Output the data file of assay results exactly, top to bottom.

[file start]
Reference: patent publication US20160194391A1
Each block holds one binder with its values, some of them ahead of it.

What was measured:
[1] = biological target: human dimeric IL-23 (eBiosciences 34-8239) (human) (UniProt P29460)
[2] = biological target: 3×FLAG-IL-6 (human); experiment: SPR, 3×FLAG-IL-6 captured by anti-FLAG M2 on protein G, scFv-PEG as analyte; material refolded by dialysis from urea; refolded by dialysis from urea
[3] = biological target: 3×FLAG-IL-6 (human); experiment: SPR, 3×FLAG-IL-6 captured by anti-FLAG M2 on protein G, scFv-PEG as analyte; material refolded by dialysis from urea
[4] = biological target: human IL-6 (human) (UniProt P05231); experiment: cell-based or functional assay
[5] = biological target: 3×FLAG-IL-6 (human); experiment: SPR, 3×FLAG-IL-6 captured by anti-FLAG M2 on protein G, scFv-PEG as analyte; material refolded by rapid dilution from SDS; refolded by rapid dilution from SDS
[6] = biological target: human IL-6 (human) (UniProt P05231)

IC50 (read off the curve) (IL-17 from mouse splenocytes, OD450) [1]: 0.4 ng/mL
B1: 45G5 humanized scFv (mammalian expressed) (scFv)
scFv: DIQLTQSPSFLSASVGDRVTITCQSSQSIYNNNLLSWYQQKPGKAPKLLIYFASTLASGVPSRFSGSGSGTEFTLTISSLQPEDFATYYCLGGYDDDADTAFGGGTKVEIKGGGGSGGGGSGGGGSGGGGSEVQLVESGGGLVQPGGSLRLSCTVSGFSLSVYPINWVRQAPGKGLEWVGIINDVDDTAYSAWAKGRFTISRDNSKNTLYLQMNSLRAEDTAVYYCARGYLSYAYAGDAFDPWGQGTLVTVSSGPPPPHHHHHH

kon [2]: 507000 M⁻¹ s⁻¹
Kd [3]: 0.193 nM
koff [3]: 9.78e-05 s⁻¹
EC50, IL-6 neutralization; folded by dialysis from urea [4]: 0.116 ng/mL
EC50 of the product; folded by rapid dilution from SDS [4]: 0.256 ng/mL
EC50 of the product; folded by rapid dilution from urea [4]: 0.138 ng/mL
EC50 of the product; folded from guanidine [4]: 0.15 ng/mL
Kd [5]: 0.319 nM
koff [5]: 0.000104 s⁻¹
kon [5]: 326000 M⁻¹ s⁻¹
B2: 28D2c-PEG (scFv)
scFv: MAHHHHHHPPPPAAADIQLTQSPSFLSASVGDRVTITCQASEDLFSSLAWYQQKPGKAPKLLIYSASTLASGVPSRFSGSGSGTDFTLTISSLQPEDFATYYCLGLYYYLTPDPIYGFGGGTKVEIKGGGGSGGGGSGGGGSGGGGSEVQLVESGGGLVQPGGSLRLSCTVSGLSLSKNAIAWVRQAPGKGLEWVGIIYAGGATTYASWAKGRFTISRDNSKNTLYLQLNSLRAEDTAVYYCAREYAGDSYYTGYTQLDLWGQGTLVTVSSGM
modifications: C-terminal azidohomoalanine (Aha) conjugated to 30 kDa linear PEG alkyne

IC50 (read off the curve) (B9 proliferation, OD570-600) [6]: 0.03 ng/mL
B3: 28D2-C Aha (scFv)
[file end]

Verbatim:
Reference: patent publication US20160194391A1
Each block holds one binder with its values, some of them ahead of it.

What was measured:
[1] = biological target: human dimeric IL-23 (eBiosciences 34-8239) (human) (UniProt P29460)
[2] = biological target: 3×FLAG-IL-6 (human); experiment: SPR, 3×FLAG-IL-6 captured by anti-FLAG M2 on protein G, scFv-PEG as analyte; material refolded by dialysis from urea; refolded by dialysis from urea
[3] = biological target: 3×FLAG-IL-6 (human); experiment: SPR, 3×FLAG-IL-6 captured by anti-FLAG M2 on protein G, scFv-PEG as analyte; material refolded by dialysis from urea
[4] = biological target: human IL-6 (human) (UniProt P05231); experiment: cell-based or functional assay
[5] = biological target: 3×FLAG-IL-6 (human); experiment: SPR, 3×FLAG-IL-6 captured by anti-FLAG M2 on protein G, scFv-PEG as analyte; material refolded by rapid dilution from SDS; refolded by rapid dilution from SDS
[6] = biological target: human IL-6 (human) (UniProt P05231)

IC50 (read off the curve) (IL-17 from mouse splenocytes, OD450) [1]: 0.4 ng/mL
B1: 45G5 humanized scFv (mammalian expressed) (scFv)
scFv: DIQLTQSPSFLSASVGDRVTITCQSSQSIYNNNLLSWYQQKPGKAPKLLIYFASTLASGVPSRFSGSGSGTEFTLTISSLQPEDFATYYCLGGYDDDADTAFGGGTKVEIKGGGGSGGGGSGGGGSGGGGSEVQLVESGGGLVQPGGSLRLSCTVSGFSLSVYPINWVRQAPGKGLEWVGIINDVDDTAYSAWAKGRFTISRDNSKNTLYLQMNSLRAEDTAVYYCARGYLSYAYAGDAFDPWGQGTLVTVSSGPPPPHHHHHH

kon [2]: 507000 M⁻¹ s⁻¹
Kd [3]: 0.193 nM
koff [3]: 9.78e-05 s⁻¹
EC50, IL-6 neutralization; folded by dialysis from urea [4]: 0.116 ng/mL
EC50 of the product; folded by rapid dilution from SDS [4]: 0.256 ng/mL
EC50 of the product; folded by rapid dilution from urea [4]: 0.138 ng/mL
EC50 of the product; folded from guanidine [4]: 0.15 ng/mL
Kd [5]: 0.319 nM
koff [5]: 0.000104 s⁻¹
kon [5]: 326000 M⁻¹ s⁻¹
B2: 28D2c-PEG (scFv)
scFv: MAHHHHHHPPPPAAADIQLTQSPSFLSASVGDRVTITCQASEDLFSSLAWYQQKPGKAPKLLIYSASTLASGVPSRFSGSGSGTDFTLTISSLQPEDFATYYCLGLYYYLTPDPIYGFGGGTKVEIKGGGGSGGGGSGGGGSGGGGSEVQLVESGGGLVQPGGSLRLSCTVSGLSLSKNAIAWVRQAPGKGLEWVGIIYAGGATTYASWAKGRFTISRDNSKNTLYLQLNSLRAEDTAVYYCAREYAGDSYYTGYTQLDLWGQGTLVTVSSGM
modifications: C-terminal azidohomoalanine (Aha) conjugated to 30 kDa linear PEG alkyne

IC50 (read off the curve) (B9 proliferation, OD570-600) [6]: 0.03 ng/mL
B3: 28D2-C Aha (scFv)